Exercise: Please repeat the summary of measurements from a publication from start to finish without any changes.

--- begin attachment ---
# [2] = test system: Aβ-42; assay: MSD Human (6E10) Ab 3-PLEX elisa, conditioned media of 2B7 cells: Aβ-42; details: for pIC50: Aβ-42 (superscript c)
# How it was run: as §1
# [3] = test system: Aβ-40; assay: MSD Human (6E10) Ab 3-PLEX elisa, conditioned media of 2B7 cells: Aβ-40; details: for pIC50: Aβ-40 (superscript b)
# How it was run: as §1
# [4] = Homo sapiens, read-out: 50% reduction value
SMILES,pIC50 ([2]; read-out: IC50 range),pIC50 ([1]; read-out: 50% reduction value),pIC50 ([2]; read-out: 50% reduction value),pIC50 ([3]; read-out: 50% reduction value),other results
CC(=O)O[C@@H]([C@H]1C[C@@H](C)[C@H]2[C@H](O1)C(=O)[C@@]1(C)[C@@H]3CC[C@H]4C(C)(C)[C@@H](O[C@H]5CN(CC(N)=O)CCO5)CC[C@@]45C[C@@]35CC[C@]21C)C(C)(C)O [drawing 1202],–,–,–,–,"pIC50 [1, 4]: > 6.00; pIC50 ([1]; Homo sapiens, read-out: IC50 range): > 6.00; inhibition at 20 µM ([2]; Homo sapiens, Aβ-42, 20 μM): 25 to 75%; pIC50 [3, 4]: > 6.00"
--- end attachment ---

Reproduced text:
# [2] = test system: Aβ-42; assay: MSD Human (6E10) Ab 3-PLEX elisa, conditioned media of 2B7 cells: Aβ-42; details: for pIC50: Aβ-42 (superscript c)
# How it was run: as §1
# [3] = test system: Aβ-40; assay: MSD Human (6E10) Ab 3-PLEX elisa, conditioned media of 2B7 cells: Aβ-40; details: for pIC50: Aβ-40 (superscript b)
# How it was run: as §1
# [4] = Homo sapiens, read-out: 50% reduction value
SMILES,pIC50 ([2]; read-out: IC50 range),pIC50 ([1]; read-out: 50% reduction value),pIC50 ([2]; read-out: 50% reduction value),pIC50 ([3]; read-out: 50% reduction value),other results
CC(=O)O[C@@H]([C@H]1C[C@@H](C)[C@H]2[C@H](O1)C(=O)[C@@]1(C)[C@@H]3CC[C@H]4C(C)(C)[C@@H](O[C@H]5CN(CC(N)=O)CCO5)CC[C@@]45C[C@@]35CC[C@]21C)C(C)(C)O [drawing 1202],–,–,–,–,"pIC50 [1, 4]: > 6.00; pIC50 ([1]; Homo sapiens, read-out: IC50 range): > 6.00; inhibition at 20 µM ([2]; Homo sapiens, Aβ-42, 20 μM): 25 to 75%; pIC50 [3, 4]: > 6.00"